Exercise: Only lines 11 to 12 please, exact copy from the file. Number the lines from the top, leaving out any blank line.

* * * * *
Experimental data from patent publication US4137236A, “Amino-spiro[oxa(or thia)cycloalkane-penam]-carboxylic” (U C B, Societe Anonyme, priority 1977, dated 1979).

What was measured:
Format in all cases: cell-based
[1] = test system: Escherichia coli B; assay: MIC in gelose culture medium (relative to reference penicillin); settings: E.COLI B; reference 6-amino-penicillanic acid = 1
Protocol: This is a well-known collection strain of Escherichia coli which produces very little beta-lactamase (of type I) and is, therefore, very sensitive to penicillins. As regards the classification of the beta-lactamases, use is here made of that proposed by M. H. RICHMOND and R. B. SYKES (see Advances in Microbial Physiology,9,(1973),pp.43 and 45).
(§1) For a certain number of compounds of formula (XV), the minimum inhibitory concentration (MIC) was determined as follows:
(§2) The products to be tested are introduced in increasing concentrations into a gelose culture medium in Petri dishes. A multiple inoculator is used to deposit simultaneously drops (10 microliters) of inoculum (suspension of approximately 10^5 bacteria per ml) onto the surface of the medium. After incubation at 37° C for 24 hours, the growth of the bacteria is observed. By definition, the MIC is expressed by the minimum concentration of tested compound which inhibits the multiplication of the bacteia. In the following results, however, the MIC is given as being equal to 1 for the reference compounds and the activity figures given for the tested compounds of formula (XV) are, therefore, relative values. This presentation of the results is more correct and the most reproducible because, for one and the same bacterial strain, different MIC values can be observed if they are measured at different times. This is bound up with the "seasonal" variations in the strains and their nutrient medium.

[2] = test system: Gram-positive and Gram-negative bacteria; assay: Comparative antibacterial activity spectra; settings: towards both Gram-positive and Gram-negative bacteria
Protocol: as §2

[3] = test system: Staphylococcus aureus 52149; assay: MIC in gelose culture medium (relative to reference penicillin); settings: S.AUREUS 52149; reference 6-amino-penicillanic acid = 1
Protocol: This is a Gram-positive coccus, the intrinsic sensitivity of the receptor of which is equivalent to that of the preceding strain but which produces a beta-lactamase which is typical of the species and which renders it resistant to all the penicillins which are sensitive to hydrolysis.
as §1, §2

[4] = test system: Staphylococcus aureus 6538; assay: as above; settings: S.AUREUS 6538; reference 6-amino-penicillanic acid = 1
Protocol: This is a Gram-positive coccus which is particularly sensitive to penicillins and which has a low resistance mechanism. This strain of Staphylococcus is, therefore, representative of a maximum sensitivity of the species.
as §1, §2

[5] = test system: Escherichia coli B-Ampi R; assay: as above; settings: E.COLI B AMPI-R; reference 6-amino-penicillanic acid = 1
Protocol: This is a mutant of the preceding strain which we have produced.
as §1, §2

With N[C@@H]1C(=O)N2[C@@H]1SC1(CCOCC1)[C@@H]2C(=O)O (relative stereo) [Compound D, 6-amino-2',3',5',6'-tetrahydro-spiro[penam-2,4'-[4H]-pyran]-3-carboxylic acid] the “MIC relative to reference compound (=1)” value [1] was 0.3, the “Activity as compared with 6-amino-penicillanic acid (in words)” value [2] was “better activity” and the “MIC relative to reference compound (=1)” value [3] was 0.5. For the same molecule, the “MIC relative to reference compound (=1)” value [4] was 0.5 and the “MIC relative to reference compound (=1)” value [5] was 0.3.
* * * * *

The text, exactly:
Protocol: This is a Gram-positive coccus, the intrinsic sensitivity of the receptor of which is equivalent to that of the preceding strain but which produces a beta-lactamase which is typical of the species and which renders it resistant to all the penicillins which are sensitive to hydrolysis.
as §1, §2